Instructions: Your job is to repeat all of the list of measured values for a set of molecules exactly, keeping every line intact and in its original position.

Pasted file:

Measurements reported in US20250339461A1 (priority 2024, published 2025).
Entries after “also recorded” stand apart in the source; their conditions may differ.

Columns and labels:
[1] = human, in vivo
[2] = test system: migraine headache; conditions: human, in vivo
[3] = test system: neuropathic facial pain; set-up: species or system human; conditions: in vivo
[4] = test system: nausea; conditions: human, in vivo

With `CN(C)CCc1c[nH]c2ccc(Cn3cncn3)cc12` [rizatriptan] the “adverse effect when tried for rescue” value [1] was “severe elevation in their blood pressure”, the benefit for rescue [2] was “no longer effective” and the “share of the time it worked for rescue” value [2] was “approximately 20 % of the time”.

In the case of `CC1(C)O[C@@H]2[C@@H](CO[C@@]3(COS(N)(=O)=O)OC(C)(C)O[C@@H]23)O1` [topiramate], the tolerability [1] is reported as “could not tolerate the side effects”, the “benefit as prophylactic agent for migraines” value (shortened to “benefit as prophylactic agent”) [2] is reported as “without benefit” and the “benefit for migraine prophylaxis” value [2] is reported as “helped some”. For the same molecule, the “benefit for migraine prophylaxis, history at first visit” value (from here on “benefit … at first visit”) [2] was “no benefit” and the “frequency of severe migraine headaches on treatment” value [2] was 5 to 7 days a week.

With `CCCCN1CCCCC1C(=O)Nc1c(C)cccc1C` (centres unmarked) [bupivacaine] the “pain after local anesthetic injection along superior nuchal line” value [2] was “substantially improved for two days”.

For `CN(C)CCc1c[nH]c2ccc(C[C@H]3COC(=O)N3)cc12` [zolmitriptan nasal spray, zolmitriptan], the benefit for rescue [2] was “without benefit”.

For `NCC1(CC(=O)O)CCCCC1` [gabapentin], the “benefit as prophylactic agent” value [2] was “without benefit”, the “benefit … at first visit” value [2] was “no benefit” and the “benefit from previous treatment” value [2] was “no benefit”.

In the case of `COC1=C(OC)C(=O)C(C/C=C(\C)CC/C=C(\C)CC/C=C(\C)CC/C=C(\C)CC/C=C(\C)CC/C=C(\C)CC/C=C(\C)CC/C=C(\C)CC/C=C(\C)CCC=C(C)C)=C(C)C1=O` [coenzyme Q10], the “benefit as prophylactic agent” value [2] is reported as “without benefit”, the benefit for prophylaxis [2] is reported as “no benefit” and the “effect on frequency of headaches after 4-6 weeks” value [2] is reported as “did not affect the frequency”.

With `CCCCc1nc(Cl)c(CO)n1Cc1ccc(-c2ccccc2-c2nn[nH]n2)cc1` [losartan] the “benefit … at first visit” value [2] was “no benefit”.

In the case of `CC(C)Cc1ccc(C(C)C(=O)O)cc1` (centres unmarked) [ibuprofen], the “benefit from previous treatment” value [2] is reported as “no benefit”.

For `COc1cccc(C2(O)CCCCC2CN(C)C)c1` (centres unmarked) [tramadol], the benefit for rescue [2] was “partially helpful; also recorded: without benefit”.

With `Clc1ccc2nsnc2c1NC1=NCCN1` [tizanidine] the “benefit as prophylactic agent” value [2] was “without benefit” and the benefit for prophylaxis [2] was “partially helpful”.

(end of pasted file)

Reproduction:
Measurements reported in US20250339461A1 (priority 2024, published 2025).
Entries after “also recorded” stand apart in the source; their conditions may differ.

Columns and labels:
[1] = human, in vivo
[2] = test system: migraine headache; conditions: human, in vivo
[3] = test system: neuropathic facial pain; set-up: species or system human; conditions: in vivo
[4] = test system: nausea; conditions: human, in vivo

With `CN(C)CCc1c[nH]c2ccc(Cn3cncn3)cc12` [rizatriptan] the “adverse effect when tried for rescue” value [1] was “severe elevation in their blood pressure”, the benefit for rescue [2] was “no longer effective” and the “share of the time it worked for rescue” value [2] was “approximately 20 % of the time”.

In the case of `CC1(C)O[C@@H]2[C@@H](CO[C@@]3(COS(N)(=O)=O)OC(C)(C)O[C@@H]23)O1` [topiramate], the tolerability [1] is reported as “could not tolerate the side effects”, the “benefit as prophylactic agent for migraines” value (shortened to “benefit as prophylactic agent”) [2] is reported as “without benefit” and the “benefit for migraine prophylaxis” value [2] is reported as “helped some”. For the same molecule, the “benefit for migraine prophylaxis, history at first visit” value (from here on “benefit … at first visit”) [2] was “no benefit” and the “frequency of severe migraine headaches on treatment” value [2] was 5 to 7 days a week.

With `CCCCN1CCCCC1C(=O)Nc1c(C)cccc1C` (centres unmarked) [bupivacaine] the “pain after local anesthetic injection along superior nuchal line” value [2] was “substantially improved for two days”.

For `CN(C)CCc1c[nH]c2ccc(C[C@H]3COC(=O)N3)cc12` [zolmitriptan nasal spray, zolmitriptan], the benefit for rescue [2] was “without benefit”.

For `NCC1(CC(=O)O)CCCCC1` [gabapentin], the “benefit as prophylactic agent” value [2] was “without benefit”, the “benefit … at first visit” value [2] was “no benefit” and the “benefit from previous treatment” value [2] was “no benefit”.

In the case of `COC1=C(OC)C(=O)C(C/C=C(\C)CC/C=C(\C)CC/C=C(\C)CC/C=C(\C)CC/C=C(\C)CC/C=C(\C)CC/C=C(\C)CC/C=C(\C)CC/C=C(\C)CCC=C(C)C)=C(C)C1=O` [coenzyme Q10], the “benefit as prophylactic agent” value [2] is reported as “without benefit”, the benefit for prophylaxis [2] is reported as “no benefit” and the “effect on frequency of headaches after 4-6 weeks” value [2] is reported as “did not affect the frequency”.

With `CCCCc1nc(Cl)c(CO)n1Cc1ccc(-c2ccccc2-c2nn[nH]n2)cc1` [losartan] the “benefit … at first visit” value [2] was “no benefit”.

In the case of `CC(C)Cc1ccc(C(C)C(=O)O)cc1` (centres unmarked) [ibuprofen], the “benefit from previous treatment” value [2] is reported as “no benefit”.

For `COc1cccc(C2(O)CCCCC2CN(C)C)c1` (centres unmarked) [tramadol], the benefit for rescue [2] was “partially helpful; also recorded: without benefit”.

With `Clc1ccc2nsnc2c1NC1=NCCN1` [tizanidine] the “benefit as prophylactic agent” value [2] was “without benefit” and the benefit for prophylaxis [2] was “partially helpful”.